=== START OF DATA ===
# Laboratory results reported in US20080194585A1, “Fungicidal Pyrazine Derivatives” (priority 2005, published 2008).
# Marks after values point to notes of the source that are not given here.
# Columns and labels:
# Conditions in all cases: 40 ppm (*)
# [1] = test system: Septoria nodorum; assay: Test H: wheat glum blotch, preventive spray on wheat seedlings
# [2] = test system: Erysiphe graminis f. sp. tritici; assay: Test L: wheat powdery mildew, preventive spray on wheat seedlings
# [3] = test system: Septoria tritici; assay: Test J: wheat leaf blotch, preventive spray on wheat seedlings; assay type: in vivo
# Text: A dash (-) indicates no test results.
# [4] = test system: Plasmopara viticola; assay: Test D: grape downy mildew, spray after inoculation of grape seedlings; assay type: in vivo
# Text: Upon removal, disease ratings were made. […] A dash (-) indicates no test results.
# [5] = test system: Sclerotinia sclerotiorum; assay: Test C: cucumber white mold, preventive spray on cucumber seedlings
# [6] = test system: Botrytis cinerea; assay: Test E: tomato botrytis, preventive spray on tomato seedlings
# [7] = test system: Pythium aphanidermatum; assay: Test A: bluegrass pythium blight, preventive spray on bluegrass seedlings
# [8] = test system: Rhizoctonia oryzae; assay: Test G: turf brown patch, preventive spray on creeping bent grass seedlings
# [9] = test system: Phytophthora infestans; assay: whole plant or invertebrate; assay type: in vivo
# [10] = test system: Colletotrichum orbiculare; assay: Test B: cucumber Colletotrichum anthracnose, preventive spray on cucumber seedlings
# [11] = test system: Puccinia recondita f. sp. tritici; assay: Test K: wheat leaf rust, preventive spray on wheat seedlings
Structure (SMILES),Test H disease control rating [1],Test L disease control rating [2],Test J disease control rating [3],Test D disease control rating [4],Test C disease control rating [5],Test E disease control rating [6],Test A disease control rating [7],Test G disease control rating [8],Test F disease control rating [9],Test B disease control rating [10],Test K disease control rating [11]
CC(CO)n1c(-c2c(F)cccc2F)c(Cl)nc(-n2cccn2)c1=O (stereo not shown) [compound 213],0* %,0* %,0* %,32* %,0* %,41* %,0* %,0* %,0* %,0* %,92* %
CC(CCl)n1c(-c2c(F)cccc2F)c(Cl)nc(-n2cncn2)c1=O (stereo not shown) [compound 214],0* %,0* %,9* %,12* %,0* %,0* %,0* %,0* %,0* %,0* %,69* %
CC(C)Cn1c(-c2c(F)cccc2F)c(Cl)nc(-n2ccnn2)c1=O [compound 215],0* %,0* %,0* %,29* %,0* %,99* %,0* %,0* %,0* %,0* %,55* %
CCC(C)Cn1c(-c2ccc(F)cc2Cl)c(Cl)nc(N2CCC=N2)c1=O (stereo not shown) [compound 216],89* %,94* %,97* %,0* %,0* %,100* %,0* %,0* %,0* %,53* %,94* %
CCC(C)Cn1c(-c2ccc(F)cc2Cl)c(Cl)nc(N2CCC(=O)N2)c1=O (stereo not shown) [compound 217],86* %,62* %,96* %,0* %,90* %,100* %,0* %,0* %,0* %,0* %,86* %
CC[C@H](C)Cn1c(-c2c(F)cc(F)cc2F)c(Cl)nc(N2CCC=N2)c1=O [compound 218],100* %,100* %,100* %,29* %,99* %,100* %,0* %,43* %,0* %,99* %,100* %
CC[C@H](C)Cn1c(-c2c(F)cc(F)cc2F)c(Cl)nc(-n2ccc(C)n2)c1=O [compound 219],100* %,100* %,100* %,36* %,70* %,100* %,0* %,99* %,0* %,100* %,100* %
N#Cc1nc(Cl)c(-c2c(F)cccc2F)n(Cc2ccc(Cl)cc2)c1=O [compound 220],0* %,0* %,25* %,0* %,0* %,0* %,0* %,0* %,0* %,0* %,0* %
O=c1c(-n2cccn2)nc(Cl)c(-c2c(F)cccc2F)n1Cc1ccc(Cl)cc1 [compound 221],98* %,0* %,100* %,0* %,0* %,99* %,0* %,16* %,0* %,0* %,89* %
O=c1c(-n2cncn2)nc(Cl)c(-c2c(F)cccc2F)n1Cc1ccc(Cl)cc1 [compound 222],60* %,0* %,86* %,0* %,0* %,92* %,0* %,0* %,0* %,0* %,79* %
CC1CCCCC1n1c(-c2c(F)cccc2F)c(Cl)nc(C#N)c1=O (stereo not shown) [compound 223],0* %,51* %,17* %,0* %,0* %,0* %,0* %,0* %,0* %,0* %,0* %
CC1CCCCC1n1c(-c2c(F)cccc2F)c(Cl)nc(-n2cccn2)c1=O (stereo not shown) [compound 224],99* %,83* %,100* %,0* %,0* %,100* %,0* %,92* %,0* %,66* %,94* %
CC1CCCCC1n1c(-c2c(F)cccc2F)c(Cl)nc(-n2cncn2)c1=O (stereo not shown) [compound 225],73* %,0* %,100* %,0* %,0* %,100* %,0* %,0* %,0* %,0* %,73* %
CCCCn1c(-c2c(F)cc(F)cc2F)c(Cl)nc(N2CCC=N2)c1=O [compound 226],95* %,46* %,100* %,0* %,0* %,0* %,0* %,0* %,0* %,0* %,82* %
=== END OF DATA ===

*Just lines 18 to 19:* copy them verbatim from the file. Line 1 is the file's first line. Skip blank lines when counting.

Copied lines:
Structure (SMILES),Test H disease control rating [1],Test L disease control rating [2],Test J disease control rating [3],Test D disease control rating [4],Test C disease control rating [5],Test E disease control rating [6],Test A disease control rating [7],Test G disease control rating [8],Test F disease control rating [9],Test B disease control rating [10],Test K disease control rating [11]
CC(CO)n1c(-c2c(F)cccc2F)c(Cl)nc(-n2cccn2)c1=O (stereo not shown) [compound 213],0* %,0* %,0* %,32* %,0* %,41* %,0* %,0* %,0* %,0* %,92* %